Caisse D'Epargne-Illes Balears chief Eusebio Unzué this evening described how Oscar Pereiro had beguPIC BY TIM DE WAELE
Caisse D'Epargne-Iles Balears chief Eusebio Unzu this evening described how Oscar Pereiro had begun plotting Floyd Landis's demise when he saw the yellow jersey struggling on the Col de la Croix-de-Fer, the second of four passes on a dramatic 16th stage between Bourg-D'Oisans to La Toussuire.
Landis imploded spectacularly on the final ascent of the day towards La Toussuire, allowing Pereiro to regain the yellow jersey he lost to the Phonak rider at Alpe d'Huez on Tuesday. Pereiro now leads the Tour by 1'50" from CSC's Carlos Sastre, while Landis has nosedived out of contention and lies 11th at 8'08" from the Caisse D'Epargne-Iles Balears rider.
Unzu said tonight that Landis's collapse to be retraced to the upper slopes of the Croix-de-Fer. It was there that Landis's last remaining Phonak lieutenant, Axel Merckx, began to lose contact with a lead group containing four Caisse D'Epargne riders, and Landis showed the first signs of strain.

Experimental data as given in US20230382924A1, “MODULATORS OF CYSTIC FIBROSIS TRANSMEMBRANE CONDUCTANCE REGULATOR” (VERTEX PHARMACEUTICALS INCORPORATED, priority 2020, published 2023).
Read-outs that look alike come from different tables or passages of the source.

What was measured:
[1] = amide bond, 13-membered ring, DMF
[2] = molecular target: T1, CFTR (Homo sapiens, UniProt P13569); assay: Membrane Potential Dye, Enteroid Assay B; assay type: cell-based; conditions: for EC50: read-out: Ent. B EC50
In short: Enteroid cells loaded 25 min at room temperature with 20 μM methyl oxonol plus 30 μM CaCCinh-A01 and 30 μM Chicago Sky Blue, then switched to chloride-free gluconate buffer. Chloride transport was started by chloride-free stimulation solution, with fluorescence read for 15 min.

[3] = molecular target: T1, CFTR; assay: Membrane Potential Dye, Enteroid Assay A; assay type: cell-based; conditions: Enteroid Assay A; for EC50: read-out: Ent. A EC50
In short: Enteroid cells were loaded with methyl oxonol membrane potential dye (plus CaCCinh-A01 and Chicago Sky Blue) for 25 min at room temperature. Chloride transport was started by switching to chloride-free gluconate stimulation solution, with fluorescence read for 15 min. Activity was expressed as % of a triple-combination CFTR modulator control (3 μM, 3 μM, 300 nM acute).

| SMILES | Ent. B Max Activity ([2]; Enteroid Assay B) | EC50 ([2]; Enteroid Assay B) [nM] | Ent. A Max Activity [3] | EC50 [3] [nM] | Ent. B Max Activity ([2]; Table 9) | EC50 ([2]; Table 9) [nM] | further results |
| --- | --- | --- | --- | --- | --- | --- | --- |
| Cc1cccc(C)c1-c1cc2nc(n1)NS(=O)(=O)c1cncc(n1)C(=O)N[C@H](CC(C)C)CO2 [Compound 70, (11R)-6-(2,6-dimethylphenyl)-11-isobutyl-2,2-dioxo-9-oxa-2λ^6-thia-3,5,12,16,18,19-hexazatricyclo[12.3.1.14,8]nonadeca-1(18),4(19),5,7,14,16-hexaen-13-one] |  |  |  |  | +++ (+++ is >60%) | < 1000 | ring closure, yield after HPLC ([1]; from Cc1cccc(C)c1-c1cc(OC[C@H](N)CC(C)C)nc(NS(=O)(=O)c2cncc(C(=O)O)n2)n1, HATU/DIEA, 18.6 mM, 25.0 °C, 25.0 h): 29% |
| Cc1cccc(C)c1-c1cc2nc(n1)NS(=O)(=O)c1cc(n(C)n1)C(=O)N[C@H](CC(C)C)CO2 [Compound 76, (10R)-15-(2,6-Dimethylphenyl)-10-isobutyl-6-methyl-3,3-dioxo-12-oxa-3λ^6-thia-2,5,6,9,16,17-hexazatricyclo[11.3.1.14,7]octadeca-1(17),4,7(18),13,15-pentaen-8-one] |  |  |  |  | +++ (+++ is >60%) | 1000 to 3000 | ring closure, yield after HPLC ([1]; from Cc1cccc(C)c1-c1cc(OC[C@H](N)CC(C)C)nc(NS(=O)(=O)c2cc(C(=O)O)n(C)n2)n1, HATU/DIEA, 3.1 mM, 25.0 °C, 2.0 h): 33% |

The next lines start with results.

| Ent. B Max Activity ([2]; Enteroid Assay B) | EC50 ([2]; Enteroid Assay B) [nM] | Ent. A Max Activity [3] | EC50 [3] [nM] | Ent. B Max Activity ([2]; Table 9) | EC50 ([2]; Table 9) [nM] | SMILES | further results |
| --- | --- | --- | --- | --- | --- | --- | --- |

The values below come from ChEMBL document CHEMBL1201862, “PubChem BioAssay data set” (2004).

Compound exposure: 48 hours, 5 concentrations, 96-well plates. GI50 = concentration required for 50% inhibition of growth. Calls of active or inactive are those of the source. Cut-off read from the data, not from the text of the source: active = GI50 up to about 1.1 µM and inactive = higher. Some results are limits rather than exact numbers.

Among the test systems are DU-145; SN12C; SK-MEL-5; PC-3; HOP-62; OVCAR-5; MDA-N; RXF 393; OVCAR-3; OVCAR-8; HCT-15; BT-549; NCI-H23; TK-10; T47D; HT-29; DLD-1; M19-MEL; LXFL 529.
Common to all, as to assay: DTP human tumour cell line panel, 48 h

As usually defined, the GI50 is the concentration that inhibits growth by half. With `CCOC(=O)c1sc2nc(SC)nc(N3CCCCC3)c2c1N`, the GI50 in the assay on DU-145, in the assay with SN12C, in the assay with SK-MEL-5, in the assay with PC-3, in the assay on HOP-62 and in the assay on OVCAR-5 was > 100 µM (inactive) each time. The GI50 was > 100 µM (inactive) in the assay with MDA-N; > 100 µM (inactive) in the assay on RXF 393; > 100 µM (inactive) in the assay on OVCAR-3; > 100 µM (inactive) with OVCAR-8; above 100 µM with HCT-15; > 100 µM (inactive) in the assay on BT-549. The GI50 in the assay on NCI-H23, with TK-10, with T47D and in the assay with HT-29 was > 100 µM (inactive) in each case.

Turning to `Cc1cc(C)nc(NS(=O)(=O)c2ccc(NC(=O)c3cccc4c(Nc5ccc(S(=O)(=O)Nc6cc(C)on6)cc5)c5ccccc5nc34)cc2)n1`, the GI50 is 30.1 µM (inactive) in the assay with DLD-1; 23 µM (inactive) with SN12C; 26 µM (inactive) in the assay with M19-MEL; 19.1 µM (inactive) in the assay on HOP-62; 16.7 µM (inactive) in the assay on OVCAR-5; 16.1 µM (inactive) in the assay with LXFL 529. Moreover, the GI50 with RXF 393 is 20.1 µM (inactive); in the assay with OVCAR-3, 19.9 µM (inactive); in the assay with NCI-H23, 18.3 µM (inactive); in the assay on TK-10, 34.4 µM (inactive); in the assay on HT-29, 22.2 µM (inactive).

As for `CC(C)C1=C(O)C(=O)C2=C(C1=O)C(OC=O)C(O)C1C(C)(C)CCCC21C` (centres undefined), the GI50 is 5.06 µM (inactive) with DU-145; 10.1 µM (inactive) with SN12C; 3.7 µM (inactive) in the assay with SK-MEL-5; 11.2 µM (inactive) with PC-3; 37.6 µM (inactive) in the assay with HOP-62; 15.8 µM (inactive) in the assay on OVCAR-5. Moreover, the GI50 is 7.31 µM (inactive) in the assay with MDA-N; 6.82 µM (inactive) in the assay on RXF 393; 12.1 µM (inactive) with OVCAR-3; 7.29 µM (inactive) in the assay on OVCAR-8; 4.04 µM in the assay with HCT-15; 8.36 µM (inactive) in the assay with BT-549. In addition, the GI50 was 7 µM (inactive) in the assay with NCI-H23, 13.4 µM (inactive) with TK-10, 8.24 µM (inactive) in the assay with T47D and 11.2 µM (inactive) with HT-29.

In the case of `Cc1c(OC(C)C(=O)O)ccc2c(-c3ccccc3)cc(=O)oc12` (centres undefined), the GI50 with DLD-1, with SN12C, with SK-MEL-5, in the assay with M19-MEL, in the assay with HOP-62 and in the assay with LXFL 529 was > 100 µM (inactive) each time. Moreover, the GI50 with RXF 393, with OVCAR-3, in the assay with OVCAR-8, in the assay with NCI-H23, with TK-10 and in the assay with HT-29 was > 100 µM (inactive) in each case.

"The boys were telling me on the radio that Landis was drifting back, and that he was isolated. They said that he looked as though he was suffering in the heat," Unzu revealed. "At that point we tried to up the pace. Landis survived there but it wasn't a surprise to us when he finally lost contact on the last climb. And when he started losing time we knew that he was collapsing: we've seen in the past that Landis can be inconsistent and have bad days. In fact, in this Tour, the only rider who hasn't had a bad day yet is Sastre."
Unzu now believes that it will be "difficult but not impossible" for Pereiro to retain the yellow jersey until the Tour's Champs Elysees finale on Sunday. Looking ahead to the stage which most believe poses the biggest threat to Pereiro's lead - Saturday's 57km time trial between Le Creusot and Montceau Les Mines - Unzu was cautiously optimistic.
"He's not a specialist but his form is good and improving," Unzu said of Periero, who finished 23rd at 2'40" from stage winner Serghiy Gonchar in the first long time trial of the Tour in Rennes. "He's also riding on confidence now: I think that finishing so close to Landis yesterday gave him a huge boost. With this heat, and with so many climbs, anything could still happen in this Tour."